Thursday, August 4, 2011


PULP CLASSIC- Reviews by Joshua Pantalleresco
TARZAN OF THE APES by Edgar Rice Burroughs

Ask me to pick my all time Edgar Rice Burroughs creation, and I think most people would say John Carter.  To me, however, Tarzan was Burroughs at his most refined.  There is a level of sophistication in Tarzan that is unsurpassed with any other of Burroughs’ characters.  In fact, I’ll go so far to say that Tarzan of The Apes is probably Edgar Rice Burroughs’ most complex book in terms of character development, as the Tarzan that starts the novel is not the Tarzan that finishes it.  Part origin, part coming of age and part adventure,  I’m amazed with just how layered Tarzan really was, and it makes me realize just why this character is still so popular to this day.

Tarzan of the Apes begins with his parents arriving in to the harsh unforgiving jungle.  Alice and Clayton battle the jungle valiantly, yet ultimately succumb to the harsh terrain, leaving baby Tarzan alone in the jungle, where he is eventually adopted by apes.  The first half of the book is about Tarzan growing up in this environment.  This stuff is among my favorite writing of Burroughs period.  From covering the harsh realities of the jungle, to Tarzan discovering how to use tools, Burroughs does a great job separating Tarzan from a conventional savage and was able to show that Tarzan had a lot of cunning, reason and a little bit of a sense of humor.

One of my favorite scenes is Tarzan discovering his parent’s house and discovering the books in the library.   The fact that he spends his time learning how to read astounded me when I first read it as a kid and still astounds me now.  The thing I tend to hate with Tarzan in most of the television shows is that they make him out to be an above average ape man and nothing more.  I can’t think of anything cooler than the fact that he used a children’s book to teach himself how to read in English.  That’s an incredible feat and I’ve always thought that always having him be the simple ape man he is in most movies and television shows takes away a real important aspect of his character – his desire to become more than he is.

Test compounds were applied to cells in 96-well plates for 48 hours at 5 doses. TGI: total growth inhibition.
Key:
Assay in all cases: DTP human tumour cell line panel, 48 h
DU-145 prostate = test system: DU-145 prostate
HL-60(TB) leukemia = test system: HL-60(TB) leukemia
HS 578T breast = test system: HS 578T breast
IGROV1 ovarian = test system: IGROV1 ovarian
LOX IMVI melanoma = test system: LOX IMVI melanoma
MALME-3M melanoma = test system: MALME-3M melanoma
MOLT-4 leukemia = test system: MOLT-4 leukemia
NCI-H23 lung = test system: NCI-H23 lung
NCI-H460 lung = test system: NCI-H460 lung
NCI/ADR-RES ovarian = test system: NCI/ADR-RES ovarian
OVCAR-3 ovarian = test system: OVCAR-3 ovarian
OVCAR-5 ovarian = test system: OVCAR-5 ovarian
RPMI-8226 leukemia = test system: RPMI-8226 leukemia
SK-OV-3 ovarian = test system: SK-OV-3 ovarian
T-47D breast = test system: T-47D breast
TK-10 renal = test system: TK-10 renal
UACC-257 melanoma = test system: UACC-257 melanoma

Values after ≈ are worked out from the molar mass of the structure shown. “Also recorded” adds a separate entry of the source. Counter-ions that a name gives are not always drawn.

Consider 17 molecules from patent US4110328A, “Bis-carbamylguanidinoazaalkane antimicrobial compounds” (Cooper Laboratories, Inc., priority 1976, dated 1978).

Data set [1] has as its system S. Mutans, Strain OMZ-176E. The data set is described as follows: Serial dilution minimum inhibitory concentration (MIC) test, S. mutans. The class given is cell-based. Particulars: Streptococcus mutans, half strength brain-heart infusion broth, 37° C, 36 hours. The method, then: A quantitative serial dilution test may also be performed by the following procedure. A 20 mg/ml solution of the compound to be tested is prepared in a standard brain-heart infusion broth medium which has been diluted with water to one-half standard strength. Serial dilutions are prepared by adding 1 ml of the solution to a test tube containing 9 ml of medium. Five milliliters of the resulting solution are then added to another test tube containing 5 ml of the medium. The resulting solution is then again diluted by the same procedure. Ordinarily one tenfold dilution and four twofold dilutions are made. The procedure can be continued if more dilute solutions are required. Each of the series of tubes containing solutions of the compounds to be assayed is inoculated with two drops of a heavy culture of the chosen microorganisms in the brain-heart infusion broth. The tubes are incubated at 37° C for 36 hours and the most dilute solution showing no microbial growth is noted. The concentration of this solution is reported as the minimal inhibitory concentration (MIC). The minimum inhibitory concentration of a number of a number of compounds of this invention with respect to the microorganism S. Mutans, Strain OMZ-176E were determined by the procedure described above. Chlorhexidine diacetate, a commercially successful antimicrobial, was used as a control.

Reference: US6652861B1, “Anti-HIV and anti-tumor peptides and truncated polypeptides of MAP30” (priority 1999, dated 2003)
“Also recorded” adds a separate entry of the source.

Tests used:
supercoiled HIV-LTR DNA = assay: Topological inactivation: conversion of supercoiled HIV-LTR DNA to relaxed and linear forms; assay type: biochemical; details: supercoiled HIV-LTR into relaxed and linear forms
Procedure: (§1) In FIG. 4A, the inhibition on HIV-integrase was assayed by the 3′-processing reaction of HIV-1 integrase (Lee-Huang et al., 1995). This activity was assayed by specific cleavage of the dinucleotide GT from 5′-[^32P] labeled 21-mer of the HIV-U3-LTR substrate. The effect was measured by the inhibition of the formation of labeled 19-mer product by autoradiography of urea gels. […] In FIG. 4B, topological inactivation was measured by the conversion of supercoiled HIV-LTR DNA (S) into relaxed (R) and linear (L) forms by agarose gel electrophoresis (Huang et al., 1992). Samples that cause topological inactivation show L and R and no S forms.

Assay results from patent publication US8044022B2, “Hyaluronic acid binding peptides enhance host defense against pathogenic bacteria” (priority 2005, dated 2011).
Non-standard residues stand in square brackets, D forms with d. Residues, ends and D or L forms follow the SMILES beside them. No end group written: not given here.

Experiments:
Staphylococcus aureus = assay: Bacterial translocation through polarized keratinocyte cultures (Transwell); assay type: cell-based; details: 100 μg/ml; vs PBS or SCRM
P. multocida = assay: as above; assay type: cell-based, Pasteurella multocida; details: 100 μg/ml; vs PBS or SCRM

This facet of him is presented best when Jane enters the story.  He sees her and feels an instant attraction.  He starts communicating with her with the English he learns through letters.  He is sprung into action when one of his local enemies captures Jane, which leads to Tarzan rescuing her.  When he attempts to woo her with a very simplistic approach and is rebuked, he takes the first steps into becoming the gentleman English lord he is descended from.  When she leaves, Tarzan seeks her out, learning more how to communicate, act like a man, and all the while making some acute observations about the ways of men he doesn’t approve of.

In the end, he saves Jane from a marriage that would have made her miserable, yet doesn’t walk away with the girl.  All in all, it left me wanting more, just like it did when I first picked up the book years ago.   Tarzan is everything you want in a great story.  Despite the savage setting, there is something we can all relate to in Tarzan in this first book.  It’s one of my favorites.  I can’t recommend it enough.  It’s a solid five out of five stars.